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The Fifth Element (a J!-ENT 4K Ultra HD Review)

July 1, 2017 by · Leave a Comment 

“The Fifth Element” is a fascinating, entertaining Luc Besson sci-fi action film that looks and sounds better with this 2017 4K Ultra HD release.  While not the best Besson film ever created, nor the best sci-fi action film ever made, still “The Fifth Element” remains as a popcorn action sci-fi film worth watching and a cult favorite that continues to entertain audiences 25 years later.

Images courtesy of © 1997 Gaumont. All Rights Reserved.


TITLE: The Fifth Element

DATE OF FILM RELEASE: 1997

DURATION: 126 Minutes

BLU-RAY INFORMATION: 2160p Ultra High Definition (2:40:1 aspect ratio), English Dolby Atmos (Dolby TrueHD 7.1 Compatible), French 5.1 DTS-HD MA, Spanish 5.1 Dolby Digital, SUBTITLES: English, English SDH, French and Spanish

COMPANY: Sony Pictures Home Entertainment

RATED: R (Scenes of Strong Graphic Violence and for Language)

RELEASE DATE: July 11, 2017


Written and Directed by Luc Besson

Screenplay by Robert Mark Kamen

Producer: Patrice Ledoux

Co-Producer: Iain Smith

Associate Producer: Thierry Arbogast

Music by Eric Serra

Cinematography by Thierry Arbogast

Edited by Sylvie Landra

Casting by Lucinda Syson

Production Design by Dan Weil

Art Direction by Ira Gilford, Ron Gress, Michael Lamont, Jim Morahan, Kevin Phipps

Set Decoration by Maggie Gray, Anna Pinnock

Costume Design by Jean-Paul Gaultier


Starring:

Bruce Willis as Korben Dallas

Gary Oldman as Jean-Baptiste Emanuel Zorg

Ian Holm as Father Vito Cornelius

Mila Jovovich as Leeloo

Chris Tucker as Ruby Rhod

Luke Perry as Billy

Brion James as General Munro

Tommy “Tiny” Lister as President Lindberg

Lee Evans as Fog

Charlie Creed-Miles as David

Tricky as Right Arm

John Neville as General Staedert

John Bluthal as Professor Pacoli


New York cab driver Korben Dallas didn’t mean to be a hero, but he just picked up the kind of fare that only comes along every five thousand years: A perfect beauty, a perfect being, a perfect weapon. Together, they must save the world. Bruce Willis, Milla Jovovich, and Gary Oldman star in acclaimed director Luc Besson’s outrageous sci-fi adventure, an extravagantly styled tale of good against evil set in an unbelievable twenty-third century world. Now presented in full 4K resolution, experience this dynamic action favorite like never before.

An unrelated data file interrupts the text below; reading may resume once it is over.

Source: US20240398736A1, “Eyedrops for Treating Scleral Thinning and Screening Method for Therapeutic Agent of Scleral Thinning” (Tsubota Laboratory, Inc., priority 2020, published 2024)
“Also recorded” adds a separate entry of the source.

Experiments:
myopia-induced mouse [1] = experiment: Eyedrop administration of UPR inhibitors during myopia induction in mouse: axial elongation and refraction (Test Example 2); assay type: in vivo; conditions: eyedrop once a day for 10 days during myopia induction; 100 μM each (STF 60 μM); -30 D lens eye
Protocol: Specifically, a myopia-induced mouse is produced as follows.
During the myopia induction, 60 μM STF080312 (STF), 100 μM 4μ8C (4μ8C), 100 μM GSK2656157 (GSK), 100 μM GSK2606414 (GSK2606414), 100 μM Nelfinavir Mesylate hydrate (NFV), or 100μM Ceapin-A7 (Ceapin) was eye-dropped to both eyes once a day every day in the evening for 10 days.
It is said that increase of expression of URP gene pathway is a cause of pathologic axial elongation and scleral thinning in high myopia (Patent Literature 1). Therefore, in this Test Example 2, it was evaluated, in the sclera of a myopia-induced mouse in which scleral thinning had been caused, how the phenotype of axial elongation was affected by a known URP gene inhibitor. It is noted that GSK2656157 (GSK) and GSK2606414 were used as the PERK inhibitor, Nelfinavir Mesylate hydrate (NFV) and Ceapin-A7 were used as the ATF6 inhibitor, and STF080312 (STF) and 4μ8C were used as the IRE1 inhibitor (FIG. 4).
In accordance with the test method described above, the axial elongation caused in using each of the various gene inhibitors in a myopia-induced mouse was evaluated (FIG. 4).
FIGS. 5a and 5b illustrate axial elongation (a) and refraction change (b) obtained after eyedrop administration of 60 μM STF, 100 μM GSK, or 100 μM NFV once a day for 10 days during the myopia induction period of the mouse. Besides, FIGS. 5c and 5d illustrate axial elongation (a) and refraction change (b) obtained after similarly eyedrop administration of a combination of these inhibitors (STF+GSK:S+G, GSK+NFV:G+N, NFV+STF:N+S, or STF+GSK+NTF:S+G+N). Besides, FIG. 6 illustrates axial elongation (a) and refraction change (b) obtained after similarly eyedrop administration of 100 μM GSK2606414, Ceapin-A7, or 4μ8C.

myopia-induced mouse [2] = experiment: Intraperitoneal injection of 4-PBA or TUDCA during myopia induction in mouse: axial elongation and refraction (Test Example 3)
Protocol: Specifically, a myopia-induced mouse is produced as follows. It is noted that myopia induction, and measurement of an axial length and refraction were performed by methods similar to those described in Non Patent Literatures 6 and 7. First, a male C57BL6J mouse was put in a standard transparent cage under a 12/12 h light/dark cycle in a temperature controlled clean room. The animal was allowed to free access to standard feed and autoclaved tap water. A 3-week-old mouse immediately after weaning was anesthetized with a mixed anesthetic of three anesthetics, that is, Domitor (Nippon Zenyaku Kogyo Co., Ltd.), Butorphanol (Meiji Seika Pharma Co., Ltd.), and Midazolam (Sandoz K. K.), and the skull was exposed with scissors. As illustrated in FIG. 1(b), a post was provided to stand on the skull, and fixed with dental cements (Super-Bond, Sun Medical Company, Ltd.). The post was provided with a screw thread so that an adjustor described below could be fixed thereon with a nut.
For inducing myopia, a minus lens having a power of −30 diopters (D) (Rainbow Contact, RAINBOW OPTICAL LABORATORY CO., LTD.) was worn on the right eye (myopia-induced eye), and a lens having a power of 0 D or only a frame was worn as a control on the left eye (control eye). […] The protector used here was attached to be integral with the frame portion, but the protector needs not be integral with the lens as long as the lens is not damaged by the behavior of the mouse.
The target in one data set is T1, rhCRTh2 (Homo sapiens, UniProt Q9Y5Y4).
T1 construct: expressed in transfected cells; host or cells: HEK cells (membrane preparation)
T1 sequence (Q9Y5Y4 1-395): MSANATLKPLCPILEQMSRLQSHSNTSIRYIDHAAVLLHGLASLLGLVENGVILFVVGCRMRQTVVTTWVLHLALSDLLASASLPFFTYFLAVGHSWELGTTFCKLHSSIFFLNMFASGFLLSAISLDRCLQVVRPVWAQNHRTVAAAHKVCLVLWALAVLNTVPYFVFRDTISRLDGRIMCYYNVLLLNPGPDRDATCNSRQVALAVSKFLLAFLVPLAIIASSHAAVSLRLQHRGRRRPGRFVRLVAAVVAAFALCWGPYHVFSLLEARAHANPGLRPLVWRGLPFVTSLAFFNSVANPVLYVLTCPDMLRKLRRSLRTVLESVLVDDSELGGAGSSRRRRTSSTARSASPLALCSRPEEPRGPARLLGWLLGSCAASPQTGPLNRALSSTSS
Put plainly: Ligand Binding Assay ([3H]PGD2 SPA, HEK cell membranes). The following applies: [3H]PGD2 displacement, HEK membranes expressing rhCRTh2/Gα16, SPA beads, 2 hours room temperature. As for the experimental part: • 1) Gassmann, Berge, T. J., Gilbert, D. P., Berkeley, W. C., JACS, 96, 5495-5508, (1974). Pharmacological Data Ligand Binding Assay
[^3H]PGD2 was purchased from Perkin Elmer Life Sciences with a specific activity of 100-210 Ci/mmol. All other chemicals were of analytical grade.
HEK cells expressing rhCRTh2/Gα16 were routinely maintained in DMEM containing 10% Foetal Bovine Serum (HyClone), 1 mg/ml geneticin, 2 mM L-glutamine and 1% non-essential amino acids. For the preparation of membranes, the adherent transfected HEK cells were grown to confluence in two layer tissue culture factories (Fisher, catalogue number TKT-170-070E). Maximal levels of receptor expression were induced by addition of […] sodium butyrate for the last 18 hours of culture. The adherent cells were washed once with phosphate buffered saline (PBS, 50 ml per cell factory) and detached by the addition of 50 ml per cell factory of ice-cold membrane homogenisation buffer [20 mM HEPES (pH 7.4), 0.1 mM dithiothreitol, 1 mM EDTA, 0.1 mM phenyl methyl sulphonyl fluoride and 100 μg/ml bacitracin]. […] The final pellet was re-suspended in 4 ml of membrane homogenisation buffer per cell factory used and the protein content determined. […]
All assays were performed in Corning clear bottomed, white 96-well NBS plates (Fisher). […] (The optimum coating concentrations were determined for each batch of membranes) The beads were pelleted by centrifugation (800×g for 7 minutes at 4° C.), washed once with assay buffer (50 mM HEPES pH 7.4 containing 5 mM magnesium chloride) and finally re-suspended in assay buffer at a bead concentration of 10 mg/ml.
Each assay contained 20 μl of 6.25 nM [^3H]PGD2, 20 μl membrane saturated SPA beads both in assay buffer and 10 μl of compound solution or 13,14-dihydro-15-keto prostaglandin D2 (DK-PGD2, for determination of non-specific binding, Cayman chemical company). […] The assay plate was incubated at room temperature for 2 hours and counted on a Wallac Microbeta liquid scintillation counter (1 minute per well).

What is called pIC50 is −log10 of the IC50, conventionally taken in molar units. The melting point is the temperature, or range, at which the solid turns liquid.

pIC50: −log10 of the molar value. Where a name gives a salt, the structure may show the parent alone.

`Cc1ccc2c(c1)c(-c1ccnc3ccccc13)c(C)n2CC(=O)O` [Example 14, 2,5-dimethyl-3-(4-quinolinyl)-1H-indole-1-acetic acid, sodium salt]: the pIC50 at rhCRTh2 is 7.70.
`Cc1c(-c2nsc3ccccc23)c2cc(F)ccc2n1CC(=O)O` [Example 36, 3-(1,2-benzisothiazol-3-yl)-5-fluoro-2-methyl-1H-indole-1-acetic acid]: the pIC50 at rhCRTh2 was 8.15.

From the director Luc Besson (“La Femme Nikita”, “Leon: The Professional”, “Taxi”, “The Messenger: The Story of Joan of Arc”) comes his 1997 sci-fi action film “The Fifth Element”.

Starring Bruce Willis (“The Sixth Sense”, “Die Hard”, “Looper”), Gary Oldman (“The Dark Knight Rises”, “Leon: The Professional”, “Batman Begins”), Iain Holm (“The Lord of the Rings: The Fellowship of the Ring”, “The Hobbit: The Battle of the Five Armies”, “Alien”), Milla Jovovich (“Resident Evil” films, “The Three Musketeers”), Chris Tucker (“Rush Hour” films, “Silver Linings Playbook”) and Luke Perry (“Beverly Hills, 90210”, “Jeremiah”, “Buffy the Vampire Slayer”).

A story that was written by Luc Besson when he was 16-years-old, the film would be made 32-years later. While receiving mixed reviews from critics, the film was a box office success with a budget of $90 million, “The Fifth Element” would go on to to make over $90 million.

And now, a new 4K Ultra HD release for “The Fifth Element” will be released in 2017 to celebrate the film’s 20th anniversary. Now presented in full 4K Ultra High Definition and in Dolby Atmos, this is the best version of the film available on physical media!